Researchers artificially generate immune cells integral to creating cancer vaccines

August 14, 2018, The Mount Sinai Hospital
Artistic rendering of the surface of a human dendritic cell illustrating sheet-like processes that fold back onto the membrane surface. Credit: National Institutes of Health (NIH)

For the first time, Mount Sinai researchers have identified a way to make large numbers of immune cells that can help prevent cancer reoccurrence, according to a study published in August in Cell Reports.

The researchers discovered a way to grow the , called dendritic cells, at large scale in the lab to study them for their potential use in highly refined vaccines to prevent patients' cancer from coming back. Dendritic cells are very rare in the body, so it has not been possible to isolate them from patients for generating vaccines without great expense and highly complicated methods.

The ability to grow many types of dendritic cells, which act as sentinels that warn the immune system to gear up with weapons specific to the disease it is attacking, will allow researchers to study their roles in the immune system. This discovery is especially important because dendritic cells aren't limited to one type of cancer and can attack all types of cancer with very limited side effects.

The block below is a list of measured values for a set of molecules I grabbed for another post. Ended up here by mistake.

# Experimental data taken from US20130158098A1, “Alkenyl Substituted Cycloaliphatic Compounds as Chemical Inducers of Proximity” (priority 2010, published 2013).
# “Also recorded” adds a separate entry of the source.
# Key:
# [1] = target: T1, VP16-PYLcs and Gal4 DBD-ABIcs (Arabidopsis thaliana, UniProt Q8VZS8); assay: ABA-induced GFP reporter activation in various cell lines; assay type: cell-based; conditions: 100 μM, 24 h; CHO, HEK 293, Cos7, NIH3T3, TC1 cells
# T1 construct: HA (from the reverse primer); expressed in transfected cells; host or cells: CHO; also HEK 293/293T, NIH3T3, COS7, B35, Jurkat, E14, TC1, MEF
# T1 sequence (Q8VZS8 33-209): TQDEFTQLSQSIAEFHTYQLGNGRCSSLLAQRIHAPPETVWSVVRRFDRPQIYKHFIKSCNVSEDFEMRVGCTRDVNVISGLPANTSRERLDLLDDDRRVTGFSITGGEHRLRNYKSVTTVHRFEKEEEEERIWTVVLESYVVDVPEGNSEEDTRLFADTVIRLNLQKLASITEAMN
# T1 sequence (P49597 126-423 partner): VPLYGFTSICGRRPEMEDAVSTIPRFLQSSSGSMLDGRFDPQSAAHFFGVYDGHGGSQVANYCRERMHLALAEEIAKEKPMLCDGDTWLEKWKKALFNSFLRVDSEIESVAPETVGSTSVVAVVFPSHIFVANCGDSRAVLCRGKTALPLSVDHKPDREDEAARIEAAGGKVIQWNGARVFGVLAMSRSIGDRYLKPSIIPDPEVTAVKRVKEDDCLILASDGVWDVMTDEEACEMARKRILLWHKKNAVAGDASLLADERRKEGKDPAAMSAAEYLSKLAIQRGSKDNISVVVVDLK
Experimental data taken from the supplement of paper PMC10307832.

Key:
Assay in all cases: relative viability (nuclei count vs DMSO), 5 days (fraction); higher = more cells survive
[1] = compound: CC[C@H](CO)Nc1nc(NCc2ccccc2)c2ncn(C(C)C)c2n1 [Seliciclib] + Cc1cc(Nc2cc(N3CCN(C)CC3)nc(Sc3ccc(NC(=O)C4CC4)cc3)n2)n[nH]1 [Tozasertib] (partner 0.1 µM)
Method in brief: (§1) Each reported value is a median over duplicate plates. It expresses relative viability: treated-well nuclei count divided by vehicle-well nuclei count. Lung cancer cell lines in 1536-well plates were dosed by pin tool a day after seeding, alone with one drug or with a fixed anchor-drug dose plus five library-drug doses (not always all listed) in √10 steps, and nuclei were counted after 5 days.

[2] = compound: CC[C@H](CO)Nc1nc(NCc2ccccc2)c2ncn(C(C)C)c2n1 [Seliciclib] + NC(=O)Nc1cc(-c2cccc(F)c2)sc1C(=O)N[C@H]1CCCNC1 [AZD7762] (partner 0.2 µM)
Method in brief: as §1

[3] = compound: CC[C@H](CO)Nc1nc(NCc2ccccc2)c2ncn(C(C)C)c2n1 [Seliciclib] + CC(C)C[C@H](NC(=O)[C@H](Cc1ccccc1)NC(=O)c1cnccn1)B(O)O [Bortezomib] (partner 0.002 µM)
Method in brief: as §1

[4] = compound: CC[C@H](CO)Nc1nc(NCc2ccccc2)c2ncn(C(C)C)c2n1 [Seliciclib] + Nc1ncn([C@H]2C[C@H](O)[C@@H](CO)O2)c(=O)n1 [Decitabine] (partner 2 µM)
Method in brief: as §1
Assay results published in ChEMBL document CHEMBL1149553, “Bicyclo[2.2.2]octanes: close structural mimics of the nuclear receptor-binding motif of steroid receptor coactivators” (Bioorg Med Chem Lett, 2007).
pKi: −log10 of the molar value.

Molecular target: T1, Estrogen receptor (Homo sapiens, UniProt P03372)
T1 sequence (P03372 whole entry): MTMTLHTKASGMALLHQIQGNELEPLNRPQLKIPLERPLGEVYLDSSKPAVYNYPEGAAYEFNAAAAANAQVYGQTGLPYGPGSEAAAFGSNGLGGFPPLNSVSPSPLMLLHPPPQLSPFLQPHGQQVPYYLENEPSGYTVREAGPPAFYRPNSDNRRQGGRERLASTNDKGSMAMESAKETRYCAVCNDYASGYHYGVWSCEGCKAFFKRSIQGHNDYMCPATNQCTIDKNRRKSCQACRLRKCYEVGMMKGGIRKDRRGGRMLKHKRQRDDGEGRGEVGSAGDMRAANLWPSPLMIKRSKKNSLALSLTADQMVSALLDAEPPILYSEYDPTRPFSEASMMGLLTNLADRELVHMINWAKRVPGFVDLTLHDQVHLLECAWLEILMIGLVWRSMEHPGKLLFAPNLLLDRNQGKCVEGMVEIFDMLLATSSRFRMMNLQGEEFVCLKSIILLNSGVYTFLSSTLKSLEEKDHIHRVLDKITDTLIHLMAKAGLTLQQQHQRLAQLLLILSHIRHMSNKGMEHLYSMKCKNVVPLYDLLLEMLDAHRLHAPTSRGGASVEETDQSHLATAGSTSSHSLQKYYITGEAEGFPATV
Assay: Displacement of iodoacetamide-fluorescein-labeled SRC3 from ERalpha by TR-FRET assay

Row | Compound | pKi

"The ability to generate of distinct types of human dendritic cells in vitro is critical for accelerating our understanding of dendritic cell biology and to harness them clinically," said Nina Bhardwaj, MD, Ph.D., Director of Immunotherapy at The Tisch Cancer Institute at the Icahn School of Medicine at Mount Sinai. "Our system will also be useful for translational applications including in vitro drug and vaccine testing on different dendritic cell types."

This study also investigated the role of notch signaling, which is a biological pathway that plays a critical role in the development of a variety of organisms, from flies to humans, and is critical for generating a specific type of dendritic cell, cDC1, that is the best type of dendritic cell for cancer vaccines. The study revealed that some of the current cancer treatments being tested in clinical trials are flawed because they disrupt the notch signaling pathway, which could inhibit cDC1 and thus may negatively affect the immune system's ability to kill cancer cells.

This research is a jumping-off point for further research on the different types of dendritic cells and other immune and has implications for not only boosting cancer-fighting therapies but also to prevent organ transplant rejection, which involves the immune system as well.

This study furthers Dr. Bhardwaj's work with and development. Dr. Bhardwaj, a leader in this field, heads Mount Sinai's Vaccine and Cell Therapy Laboratory, which prepares cell-based protein and peptide-based vaccines. Dr. Bhardwaj's expertise in this area has been widely recognized, most recently by being invited by the Parker Institute for Cancer Immunotherapy to participate in collaborative research with scientists from nine top medical centers around the country.

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